As the other answer points out, this is very likely an evolutionary adaptation that balances sturdiness with unnecessary overengineering. From a physics perspective, the relatively constant breaking ...
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8 votes

How will increased $\ce{CO2}$ affect forests and other vegetative areas?

If you increase CO2 concentration and keep all other parameters at there current level, then biomass production should go up. The reason is simply that CO2 is one of the building blocks biomass is ...
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  • 529
8 votes
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Why is it said that Amazon creates 20% of the oxygen production of the world, when it accounts with less than 14-12.8% of the forest area?

I cannot find any language in peer-reviewed literature (as far as publicly accessible) that makes the 20% claim reported in the question. I therefore consider this claim to be of obscure and dubious ...
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  • 408
8 votes

Why do trees break at the same wind speed?

The general claim seems to be incorrect: This phenomenon is independent of type and size of the tree. Based on other answers, the claims around this appear to be that the scale of the tree doesn't ...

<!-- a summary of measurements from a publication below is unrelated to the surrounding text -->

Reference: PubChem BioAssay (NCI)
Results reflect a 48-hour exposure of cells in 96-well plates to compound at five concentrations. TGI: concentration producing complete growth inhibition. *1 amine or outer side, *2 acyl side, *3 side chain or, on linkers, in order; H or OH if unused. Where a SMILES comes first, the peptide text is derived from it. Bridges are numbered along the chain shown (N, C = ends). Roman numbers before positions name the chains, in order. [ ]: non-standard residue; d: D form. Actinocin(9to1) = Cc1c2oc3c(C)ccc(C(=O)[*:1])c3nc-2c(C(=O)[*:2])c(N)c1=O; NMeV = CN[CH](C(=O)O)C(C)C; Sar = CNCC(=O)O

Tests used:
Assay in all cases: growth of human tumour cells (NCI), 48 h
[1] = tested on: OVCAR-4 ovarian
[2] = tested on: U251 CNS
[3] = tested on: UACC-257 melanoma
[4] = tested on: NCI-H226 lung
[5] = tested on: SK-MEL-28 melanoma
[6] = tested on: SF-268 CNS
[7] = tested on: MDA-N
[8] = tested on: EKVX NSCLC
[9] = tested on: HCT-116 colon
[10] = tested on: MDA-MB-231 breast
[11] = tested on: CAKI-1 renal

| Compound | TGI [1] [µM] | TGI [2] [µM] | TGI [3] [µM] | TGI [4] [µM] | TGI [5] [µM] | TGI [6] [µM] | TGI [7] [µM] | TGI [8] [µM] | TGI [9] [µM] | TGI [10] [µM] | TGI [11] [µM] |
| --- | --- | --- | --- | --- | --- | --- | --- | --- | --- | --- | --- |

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7 votes

What is the difference between a carbon sink and a carbon reservoir?

The difference is that a carbon sink accumulates carbon, whereas a carbon reservoir has accumulated carbon. That is to say: A carbon sink is an ongoing process which is increasing the amount of ...
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7 votes
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How will increased $\ce{CO2}$ affect forests and other vegetative areas?

One of the consequences that I find more fascinating with the increased CO2 problem is the changes that affect specific components of the environment. One example that I like is the effect on poison ...
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7 votes
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How do optical satellites detect different leaf types?

Short answer Different plants reflect light at different wavelengths with specific patterns. If you know the reflection pattern of a broad-leaved forest and that of a needle-leaved forest, you can ...
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6 votes
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What is the name for the forested areas in mountains below the treeline?